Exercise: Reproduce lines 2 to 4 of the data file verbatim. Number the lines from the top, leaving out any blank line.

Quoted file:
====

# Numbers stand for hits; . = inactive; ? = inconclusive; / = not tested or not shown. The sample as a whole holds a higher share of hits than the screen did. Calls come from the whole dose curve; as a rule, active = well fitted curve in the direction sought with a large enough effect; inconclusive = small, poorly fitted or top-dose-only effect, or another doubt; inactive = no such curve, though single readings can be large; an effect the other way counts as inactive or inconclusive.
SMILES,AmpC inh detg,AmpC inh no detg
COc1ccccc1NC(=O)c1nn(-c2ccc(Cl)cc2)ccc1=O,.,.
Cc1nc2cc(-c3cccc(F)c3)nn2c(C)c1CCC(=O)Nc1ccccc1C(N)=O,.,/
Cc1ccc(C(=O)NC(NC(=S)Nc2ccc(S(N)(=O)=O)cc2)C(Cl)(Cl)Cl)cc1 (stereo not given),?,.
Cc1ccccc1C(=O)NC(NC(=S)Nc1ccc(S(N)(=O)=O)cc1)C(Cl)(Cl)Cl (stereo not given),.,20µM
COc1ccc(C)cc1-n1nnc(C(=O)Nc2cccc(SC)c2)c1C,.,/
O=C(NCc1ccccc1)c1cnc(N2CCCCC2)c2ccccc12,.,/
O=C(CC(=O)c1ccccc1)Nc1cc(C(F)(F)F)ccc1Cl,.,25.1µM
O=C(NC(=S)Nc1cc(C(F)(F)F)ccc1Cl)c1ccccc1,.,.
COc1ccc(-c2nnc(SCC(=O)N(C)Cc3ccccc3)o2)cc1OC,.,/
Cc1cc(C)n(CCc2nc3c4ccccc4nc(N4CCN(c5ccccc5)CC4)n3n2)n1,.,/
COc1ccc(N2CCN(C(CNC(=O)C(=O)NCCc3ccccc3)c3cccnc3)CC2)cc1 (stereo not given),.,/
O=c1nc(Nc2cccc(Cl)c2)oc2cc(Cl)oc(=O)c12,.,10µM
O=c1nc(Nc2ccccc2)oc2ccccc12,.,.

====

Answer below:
SMILES,AmpC inh detg,AmpC inh no detg
COc1ccccc1NC(=O)c1nn(-c2ccc(Cl)cc2)ccc1=O,.,.
Cc1nc2cc(-c3cccc(F)c3)nn2c(C)c1CCC(=O)Nc1ccccc1C(N)=O,.,/